Five Lessons from Dubai on improving the Private Education Sector
After just five years, 51% of Dubai’s students are now in good and outstanding schools, compared to 30% percent five years ago
Better schools improve more easily than weaker ones trapped by lack of material or technical
In the late 2000s, Dubai adopted (and adapted) recommendations made by a flagship report the World Bank had published on education in the Middle East and North Africa. Called the Road Not Traveled (2008), the thrust of the report was that better governance—most notably, accountability measures—could improve educational standards at the city’s growing number of private schools.
Largely because of the city’s diverse expatriate population, the share of students in private education increases at about 7–8 percent a year. The vast majority (88 per cent) are taught in one of about 160 private schools—different curricula including British, American, Pakistani, French and Japanese. More and more Emirati nationals are opting for private education.
A body was created to lead the effort to improve the quality of teaching in the burgeoning sector, the Knowledge and Human Development Authority (KHDA). The challenge for the KHDA as a new public institution was finding the right approach to the private education sector. The idea of oversight rather than intervention was appealing. The 2008 report had stressed accountability, participation and transparency. The KHDA aimed to promote these.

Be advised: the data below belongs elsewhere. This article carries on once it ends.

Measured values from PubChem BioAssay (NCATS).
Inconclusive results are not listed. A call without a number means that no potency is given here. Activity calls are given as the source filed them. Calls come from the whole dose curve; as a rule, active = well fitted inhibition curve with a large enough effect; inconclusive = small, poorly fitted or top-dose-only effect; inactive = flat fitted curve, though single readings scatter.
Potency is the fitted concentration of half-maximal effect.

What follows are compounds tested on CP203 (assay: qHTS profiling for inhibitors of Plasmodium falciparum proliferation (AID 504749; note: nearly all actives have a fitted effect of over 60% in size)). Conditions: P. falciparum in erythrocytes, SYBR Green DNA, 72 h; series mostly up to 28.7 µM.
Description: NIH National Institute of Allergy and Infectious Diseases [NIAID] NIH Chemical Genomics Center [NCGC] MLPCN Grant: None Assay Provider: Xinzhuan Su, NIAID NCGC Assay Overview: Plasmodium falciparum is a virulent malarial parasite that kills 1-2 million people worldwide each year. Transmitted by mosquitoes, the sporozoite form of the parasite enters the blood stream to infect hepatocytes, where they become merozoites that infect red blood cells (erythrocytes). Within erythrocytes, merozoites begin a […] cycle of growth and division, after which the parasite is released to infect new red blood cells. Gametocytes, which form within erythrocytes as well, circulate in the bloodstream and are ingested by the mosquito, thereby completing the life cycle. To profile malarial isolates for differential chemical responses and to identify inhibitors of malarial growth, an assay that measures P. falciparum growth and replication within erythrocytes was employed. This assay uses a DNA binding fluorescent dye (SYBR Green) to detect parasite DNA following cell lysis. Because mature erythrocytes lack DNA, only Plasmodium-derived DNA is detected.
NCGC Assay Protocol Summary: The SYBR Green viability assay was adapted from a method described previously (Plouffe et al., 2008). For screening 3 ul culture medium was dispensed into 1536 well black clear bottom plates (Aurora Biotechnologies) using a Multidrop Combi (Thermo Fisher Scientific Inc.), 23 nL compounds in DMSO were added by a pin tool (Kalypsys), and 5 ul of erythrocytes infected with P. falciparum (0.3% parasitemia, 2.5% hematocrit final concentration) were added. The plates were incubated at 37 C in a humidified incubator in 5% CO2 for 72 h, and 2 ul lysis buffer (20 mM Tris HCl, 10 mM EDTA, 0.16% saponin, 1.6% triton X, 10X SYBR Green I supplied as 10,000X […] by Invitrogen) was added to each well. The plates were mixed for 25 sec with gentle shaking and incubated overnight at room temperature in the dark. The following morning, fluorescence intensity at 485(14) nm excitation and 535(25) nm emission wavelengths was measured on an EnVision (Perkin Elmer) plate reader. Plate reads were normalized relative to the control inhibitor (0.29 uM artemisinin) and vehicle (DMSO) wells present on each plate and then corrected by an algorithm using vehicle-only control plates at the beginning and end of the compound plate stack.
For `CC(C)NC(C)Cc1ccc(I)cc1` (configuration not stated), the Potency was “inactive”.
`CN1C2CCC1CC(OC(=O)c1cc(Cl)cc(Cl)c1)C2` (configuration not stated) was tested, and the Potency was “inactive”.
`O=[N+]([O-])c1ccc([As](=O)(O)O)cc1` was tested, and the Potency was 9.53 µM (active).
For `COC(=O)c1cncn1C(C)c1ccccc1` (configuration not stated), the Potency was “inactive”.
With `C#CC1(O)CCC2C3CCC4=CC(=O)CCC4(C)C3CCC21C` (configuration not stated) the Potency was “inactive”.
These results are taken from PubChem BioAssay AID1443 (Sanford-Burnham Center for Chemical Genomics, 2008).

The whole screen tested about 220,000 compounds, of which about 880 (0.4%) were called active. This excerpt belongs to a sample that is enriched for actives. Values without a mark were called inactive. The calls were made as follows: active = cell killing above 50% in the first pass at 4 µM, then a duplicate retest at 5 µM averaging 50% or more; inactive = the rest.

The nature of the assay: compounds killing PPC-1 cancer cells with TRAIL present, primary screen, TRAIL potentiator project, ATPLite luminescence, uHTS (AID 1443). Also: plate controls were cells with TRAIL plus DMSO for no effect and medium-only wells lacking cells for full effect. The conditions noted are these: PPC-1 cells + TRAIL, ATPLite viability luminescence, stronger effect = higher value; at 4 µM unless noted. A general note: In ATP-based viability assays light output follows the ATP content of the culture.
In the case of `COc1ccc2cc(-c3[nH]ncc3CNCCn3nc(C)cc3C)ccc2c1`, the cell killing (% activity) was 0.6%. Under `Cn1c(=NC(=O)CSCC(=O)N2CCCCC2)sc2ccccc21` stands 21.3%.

One of the key things that families, teachers and principals were all lacking was access to objective information on the state of schools. The KHDA set out to change that. Through its inspection bureau, the Dubai Schools Inspection Board (DSIB), the KHDA rates the city’s private schools yearly and makes the results of its inspections available online, in print and via an app. Fees are not factored in: the Indian High School, one of the least expensive, is rated ‘outstanding’, while the standards in some of the more costly schools are just ‘acceptable.’
A World Bank review of the KHDA’s approach to education reform is contained in a new report, The Road Travelled. By publicizing the results of school inspections, the KHDA has made information about private education in Dubai far more available than ever before and, as a result, more public debate about it is taking place.
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